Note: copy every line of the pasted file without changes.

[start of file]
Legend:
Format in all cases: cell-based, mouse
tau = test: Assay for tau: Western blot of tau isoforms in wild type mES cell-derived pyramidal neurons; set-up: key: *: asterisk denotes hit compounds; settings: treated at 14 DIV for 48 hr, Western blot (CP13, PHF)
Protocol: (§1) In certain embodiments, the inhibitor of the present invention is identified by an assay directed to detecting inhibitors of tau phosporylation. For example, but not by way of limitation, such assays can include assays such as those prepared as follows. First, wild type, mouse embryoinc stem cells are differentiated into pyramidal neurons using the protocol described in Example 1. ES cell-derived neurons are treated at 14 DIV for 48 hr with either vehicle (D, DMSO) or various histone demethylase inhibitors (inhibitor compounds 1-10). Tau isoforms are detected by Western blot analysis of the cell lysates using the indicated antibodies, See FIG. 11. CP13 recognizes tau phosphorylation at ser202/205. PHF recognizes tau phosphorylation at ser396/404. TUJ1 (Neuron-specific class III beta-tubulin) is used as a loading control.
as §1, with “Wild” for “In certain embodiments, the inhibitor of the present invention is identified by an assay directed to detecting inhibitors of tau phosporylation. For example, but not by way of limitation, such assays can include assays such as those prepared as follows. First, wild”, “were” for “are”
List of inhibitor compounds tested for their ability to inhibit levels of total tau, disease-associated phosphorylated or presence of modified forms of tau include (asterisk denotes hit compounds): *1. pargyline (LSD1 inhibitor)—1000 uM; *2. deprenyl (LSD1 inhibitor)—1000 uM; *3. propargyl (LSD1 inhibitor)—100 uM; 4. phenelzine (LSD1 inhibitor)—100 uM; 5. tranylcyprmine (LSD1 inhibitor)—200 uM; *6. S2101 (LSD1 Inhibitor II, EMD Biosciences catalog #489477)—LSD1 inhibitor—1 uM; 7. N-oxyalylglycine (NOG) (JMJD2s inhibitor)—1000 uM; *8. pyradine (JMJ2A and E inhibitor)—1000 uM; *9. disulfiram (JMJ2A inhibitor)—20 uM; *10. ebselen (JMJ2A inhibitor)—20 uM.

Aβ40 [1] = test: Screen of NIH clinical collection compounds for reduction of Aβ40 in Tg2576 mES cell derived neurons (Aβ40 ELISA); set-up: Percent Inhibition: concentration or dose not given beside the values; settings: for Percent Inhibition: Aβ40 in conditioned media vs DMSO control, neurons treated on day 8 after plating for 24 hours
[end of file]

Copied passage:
Legend:
Format in all cases: cell-based, mouse
tau = test: Assay for tau: Western blot of tau isoforms in wild type mES cell-derived pyramidal neurons; set-up: key: *: asterisk denotes hit compounds; settings: treated at 14 DIV for 48 hr, Western blot (CP13, PHF)
Protocol: (§1) In certain embodiments, the inhibitor of the present invention is identified by an assay directed to detecting inhibitors of tau phosporylation. For example, but not by way of limitation, such assays can include assays such as those prepared as follows. First, wild type, mouse embryoinc stem cells are differentiated into pyramidal neurons using the protocol described in Example 1. ES cell-derived neurons are treated at 14 DIV for 48 hr with either vehicle (D, DMSO) or various histone demethylase inhibitors (inhibitor compounds 1-10). Tau isoforms are detected by Western blot analysis of the cell lysates using the indicated antibodies, See FIG. 11. CP13 recognizes tau phosphorylation at ser202/205. PHF recognizes tau phosphorylation at ser396/404. TUJ1 (Neuron-specific class III beta-tubulin) is used as a loading control.
as §1, with “Wild” for “In certain embodiments, the inhibitor of the present invention is identified by an assay directed to detecting inhibitors of tau phosporylation. For example, but not by way of limitation, such assays can include assays such as those prepared as follows. First, wild”, “were” for “are”
List of inhibitor compounds tested for their ability to inhibit levels of total tau, disease-associated phosphorylated or presence of modified forms of tau include (asterisk denotes hit compounds): *1. pargyline (LSD1 inhibitor)—1000 uM; *2. deprenyl (LSD1 inhibitor)—1000 uM; *3. propargyl (LSD1 inhibitor)—100 uM; 4. phenelzine (LSD1 inhibitor)—100 uM; 5. tranylcyprmine (LSD1 inhibitor)—200 uM; *6. S2101 (LSD1 Inhibitor II, EMD Biosciences catalog #489477)—LSD1 inhibitor—1 uM; 7. N-oxyalylglycine (NOG) (JMJD2s inhibitor)—1000 uM; *8. pyradine (JMJ2A and E inhibitor)—1000 uM; *9. disulfiram (JMJ2A inhibitor)—20 uM; *10. ebselen (JMJ2A inhibitor)—20 uM.

Aβ40 [1] = test: Screen of NIH clinical collection compounds for reduction of Aβ40 in Tg2576 mES cell derived neurons (Aβ40 ELISA); set-up: Percent Inhibition: concentration or dose not given beside the values; settings: for Percent Inhibition: Aβ40 in conditioned media vs DMSO control, neurons treated on day 8 after plating for 24 hours